I find that the Internet is wonderful for finding information from both dubious and more reliable sources. Many sources are available, and I can control how I go about finding information. I hear people say things all the time like “Oh the Internet, you can’t trust what you see/read on the Internet.” That is so true, and it is just as true for the other sources of information, such as broadcast television news. You must always use your head. Not all news is what it seems on the surface. Sometimes tricks are used to improve the experience. Here is an example where audio was faked or enhanced in order to improve the viewing experience. I have to laugh when I see a story on broadcast television news where the studio commentator talks with a foreign correspondent with faked footage. The give-aways are things like the following, and the more of these the more obviously fake.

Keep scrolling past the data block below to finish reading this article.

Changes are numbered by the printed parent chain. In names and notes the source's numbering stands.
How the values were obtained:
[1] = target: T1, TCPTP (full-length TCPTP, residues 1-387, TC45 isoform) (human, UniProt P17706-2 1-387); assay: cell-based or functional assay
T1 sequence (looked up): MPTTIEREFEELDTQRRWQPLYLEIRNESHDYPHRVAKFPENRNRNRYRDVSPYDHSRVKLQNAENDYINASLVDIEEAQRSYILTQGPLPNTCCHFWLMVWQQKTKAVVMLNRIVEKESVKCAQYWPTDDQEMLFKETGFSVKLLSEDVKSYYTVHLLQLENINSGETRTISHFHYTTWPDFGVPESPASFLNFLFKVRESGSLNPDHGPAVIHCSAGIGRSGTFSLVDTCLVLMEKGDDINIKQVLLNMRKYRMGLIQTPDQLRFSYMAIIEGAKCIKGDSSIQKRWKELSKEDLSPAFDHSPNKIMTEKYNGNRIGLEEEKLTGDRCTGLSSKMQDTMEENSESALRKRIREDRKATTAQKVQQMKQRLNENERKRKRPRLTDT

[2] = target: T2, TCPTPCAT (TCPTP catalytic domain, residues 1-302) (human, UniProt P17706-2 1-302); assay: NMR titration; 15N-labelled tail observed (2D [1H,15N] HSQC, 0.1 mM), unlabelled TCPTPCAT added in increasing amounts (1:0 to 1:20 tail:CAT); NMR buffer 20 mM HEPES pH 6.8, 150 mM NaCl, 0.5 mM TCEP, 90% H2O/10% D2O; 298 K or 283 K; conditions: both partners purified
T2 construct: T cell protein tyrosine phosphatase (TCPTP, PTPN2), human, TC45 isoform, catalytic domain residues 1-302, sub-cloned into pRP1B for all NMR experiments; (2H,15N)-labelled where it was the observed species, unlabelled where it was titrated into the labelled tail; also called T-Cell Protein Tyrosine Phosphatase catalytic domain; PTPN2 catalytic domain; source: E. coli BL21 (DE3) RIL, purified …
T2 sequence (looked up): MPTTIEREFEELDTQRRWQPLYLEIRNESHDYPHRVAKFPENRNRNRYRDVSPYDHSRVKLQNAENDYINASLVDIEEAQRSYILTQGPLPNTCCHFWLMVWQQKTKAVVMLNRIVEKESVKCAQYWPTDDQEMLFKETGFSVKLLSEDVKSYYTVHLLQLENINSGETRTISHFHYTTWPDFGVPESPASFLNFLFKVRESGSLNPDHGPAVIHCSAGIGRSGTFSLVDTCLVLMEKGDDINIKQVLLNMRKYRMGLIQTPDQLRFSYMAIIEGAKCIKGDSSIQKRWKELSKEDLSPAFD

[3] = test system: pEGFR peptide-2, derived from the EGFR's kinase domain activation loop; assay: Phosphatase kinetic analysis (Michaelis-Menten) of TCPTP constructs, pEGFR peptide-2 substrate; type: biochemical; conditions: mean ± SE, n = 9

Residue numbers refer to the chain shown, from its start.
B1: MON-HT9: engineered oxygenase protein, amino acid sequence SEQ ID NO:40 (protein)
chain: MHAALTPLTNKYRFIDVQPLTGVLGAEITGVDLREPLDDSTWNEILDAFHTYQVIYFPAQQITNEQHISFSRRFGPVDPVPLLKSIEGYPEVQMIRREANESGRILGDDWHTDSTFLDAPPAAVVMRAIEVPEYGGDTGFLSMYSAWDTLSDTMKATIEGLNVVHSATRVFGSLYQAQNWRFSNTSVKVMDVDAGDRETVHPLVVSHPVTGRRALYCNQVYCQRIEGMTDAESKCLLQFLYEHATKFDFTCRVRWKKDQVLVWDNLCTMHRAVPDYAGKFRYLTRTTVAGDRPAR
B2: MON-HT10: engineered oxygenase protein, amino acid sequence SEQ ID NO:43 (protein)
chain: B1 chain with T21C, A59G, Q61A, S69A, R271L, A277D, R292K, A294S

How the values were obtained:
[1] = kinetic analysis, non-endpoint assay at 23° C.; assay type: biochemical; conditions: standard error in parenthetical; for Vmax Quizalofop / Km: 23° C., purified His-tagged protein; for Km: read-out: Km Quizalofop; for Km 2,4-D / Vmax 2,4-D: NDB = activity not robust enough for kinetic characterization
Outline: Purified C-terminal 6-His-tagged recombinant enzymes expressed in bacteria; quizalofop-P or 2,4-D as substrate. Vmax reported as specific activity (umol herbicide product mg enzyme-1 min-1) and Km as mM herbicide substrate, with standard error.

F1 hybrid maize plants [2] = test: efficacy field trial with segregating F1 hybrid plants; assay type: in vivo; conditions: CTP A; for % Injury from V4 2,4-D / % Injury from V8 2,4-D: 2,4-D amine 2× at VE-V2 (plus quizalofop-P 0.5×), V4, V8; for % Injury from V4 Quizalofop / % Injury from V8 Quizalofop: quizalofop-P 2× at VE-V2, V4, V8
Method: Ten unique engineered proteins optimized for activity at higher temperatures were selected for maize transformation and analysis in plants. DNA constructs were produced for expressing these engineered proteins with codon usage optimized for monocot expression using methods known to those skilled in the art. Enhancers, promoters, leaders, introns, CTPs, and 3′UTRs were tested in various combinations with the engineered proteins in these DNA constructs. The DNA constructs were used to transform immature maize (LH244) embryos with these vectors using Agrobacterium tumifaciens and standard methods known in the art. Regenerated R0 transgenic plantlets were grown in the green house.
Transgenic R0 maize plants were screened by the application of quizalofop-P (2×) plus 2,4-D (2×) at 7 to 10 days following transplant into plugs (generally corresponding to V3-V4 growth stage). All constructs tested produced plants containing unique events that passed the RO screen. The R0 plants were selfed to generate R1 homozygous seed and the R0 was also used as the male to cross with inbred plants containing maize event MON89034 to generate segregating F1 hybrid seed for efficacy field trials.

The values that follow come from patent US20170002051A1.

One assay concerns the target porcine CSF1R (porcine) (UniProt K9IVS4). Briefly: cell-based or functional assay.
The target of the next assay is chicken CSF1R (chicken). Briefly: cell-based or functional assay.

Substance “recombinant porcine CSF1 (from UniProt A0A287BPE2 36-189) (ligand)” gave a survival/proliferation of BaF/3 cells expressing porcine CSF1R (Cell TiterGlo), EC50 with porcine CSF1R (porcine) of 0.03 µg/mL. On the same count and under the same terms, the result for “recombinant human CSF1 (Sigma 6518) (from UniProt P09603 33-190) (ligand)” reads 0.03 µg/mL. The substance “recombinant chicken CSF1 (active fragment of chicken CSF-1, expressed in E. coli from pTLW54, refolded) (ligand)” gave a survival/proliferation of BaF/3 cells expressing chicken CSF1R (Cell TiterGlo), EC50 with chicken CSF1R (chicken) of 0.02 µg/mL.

The studio commentator makes a point to identify credentials for the foreign correspondent, but the correspondent and the credentials can not be corroborated.
The “story” contains words like “un-confirmed reports” or the video has not been validated. Hey this is broadcast news, you folks have both a reputation and a budget. Why on earth would you air un-confirmed anything?
The audio does not fit the situation. A conversation from the studio with somebody that is in the field, i.e. not in the studio with the commentator, will always have latency (a delay). If the latency is absent then the audio has been faked, dramatically altered, or the foreign correspondent is also in the studio, perhaps in front of a green-screen. Another audio give-away is background noise that does not suffer the same imperfections as the foreign correspondent. Example: The foreign correspondent’s voice and static cuts in an and out, but background noise of gunfire or crowd noise continues uninterrupted.